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Kate Durbin is a Los Angeles-based writer, performer, and transmedia artist. She is author of The Ravenous Audience (Akashic Books), E! Entertainment (Blanc Press Diamond Edition, forthcoming), and The Fashion Issue (Wonder, forthcoming). She has also written five chapbooks, including, most recently, FASHIONWHORE (Legacy Pictures) and Kept Women (Insert Press, forthcoming). She is founding editor of Gaga Stigmata, an online arts and criticism journal about Lady Gaga, which will be published as a book from Zg Press in 2012.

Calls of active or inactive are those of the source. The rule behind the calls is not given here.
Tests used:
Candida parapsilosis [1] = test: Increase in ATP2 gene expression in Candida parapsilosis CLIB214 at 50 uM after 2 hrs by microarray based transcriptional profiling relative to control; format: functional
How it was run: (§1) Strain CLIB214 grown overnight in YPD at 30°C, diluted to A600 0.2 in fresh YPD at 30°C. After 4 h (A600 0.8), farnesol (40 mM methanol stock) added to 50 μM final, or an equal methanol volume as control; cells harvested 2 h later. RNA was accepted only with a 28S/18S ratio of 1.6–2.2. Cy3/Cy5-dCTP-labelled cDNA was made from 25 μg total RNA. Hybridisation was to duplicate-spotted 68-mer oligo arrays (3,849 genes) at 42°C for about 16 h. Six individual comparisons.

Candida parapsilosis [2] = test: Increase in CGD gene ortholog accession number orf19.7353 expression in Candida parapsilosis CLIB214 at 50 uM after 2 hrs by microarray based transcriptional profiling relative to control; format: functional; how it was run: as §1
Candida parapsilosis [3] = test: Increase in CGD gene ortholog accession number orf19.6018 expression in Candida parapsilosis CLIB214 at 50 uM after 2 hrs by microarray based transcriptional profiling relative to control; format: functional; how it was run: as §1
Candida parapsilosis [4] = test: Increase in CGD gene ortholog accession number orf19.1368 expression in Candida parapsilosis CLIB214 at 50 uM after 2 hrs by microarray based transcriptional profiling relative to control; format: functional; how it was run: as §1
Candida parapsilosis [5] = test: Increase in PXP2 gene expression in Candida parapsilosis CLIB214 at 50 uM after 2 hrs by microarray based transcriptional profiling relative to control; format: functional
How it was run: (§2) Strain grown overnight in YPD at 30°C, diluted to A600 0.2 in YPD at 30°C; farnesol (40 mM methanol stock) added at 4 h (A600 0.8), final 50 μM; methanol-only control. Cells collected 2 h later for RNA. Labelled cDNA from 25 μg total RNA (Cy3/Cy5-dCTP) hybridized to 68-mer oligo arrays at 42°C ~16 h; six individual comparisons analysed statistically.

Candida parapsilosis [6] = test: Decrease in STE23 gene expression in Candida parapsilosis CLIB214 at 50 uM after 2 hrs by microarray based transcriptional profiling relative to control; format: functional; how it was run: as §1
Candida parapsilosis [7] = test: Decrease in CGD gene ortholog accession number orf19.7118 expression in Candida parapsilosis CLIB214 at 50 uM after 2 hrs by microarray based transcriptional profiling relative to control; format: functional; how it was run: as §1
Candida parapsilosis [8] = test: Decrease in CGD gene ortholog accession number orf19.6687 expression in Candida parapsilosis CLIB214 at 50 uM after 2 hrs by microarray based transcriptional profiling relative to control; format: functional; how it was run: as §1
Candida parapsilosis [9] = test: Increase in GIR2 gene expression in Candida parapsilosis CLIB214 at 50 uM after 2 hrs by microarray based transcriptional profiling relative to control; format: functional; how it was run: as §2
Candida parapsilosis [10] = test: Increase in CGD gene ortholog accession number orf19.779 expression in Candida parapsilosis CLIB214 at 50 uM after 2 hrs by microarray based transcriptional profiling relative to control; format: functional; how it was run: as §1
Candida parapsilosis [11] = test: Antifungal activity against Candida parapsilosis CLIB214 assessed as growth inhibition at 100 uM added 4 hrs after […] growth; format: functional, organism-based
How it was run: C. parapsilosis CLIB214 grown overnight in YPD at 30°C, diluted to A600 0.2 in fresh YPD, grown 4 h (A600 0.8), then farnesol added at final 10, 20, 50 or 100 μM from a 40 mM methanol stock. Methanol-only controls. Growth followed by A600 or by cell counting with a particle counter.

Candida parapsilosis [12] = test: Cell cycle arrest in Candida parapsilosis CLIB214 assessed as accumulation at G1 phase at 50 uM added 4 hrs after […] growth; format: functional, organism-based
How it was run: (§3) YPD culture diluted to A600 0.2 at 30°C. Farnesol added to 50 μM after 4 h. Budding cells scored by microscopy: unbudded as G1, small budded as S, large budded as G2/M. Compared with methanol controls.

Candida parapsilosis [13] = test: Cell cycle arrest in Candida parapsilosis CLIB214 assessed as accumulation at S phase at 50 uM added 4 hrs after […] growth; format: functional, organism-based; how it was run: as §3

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LF: One of the things I thought was interesting–and admirably bold–about The Hills was that it wasn’t afraid to, conceivably, bore its readers;  wasn’t afraid to not entertain, which is a rather ingenious juxtaposition considering that, of course, the book is about entertainment, and by default about instant gratification. (In your recent reading at AWP, you even mention that the piece, as read aloud, might conceivably come across as “boring” without the participation of readers acting as the voices of various characters, so the narrative is clearly a multimedia interaction as presentation as well as in print). Beneath the “naked eye” repetition, there’s an indefinable undercurrent–as if someone had slipped something into a drink and the room had started to shift and alter imperceptibly, or a kind of white noise that had been quietly building had suddenly made itself heard. The ostensibly perfunctory/stoic text has suddenly become richer, more layered, and more disturbed; the dialogue within more frantic and uncontrolled, though nothing ever really happens on the surface. Methodology-wise, this is a radical departure from your first collection, The Ravenous Audience, which is extremely visceral and instantly/almost tactilely engaging; can you talk a little about any such methods you might have employed  in composing The Hills, as (unlike many clearly “channeled” poems) it does seem to have come into existence by the hands of a deliberate methodology?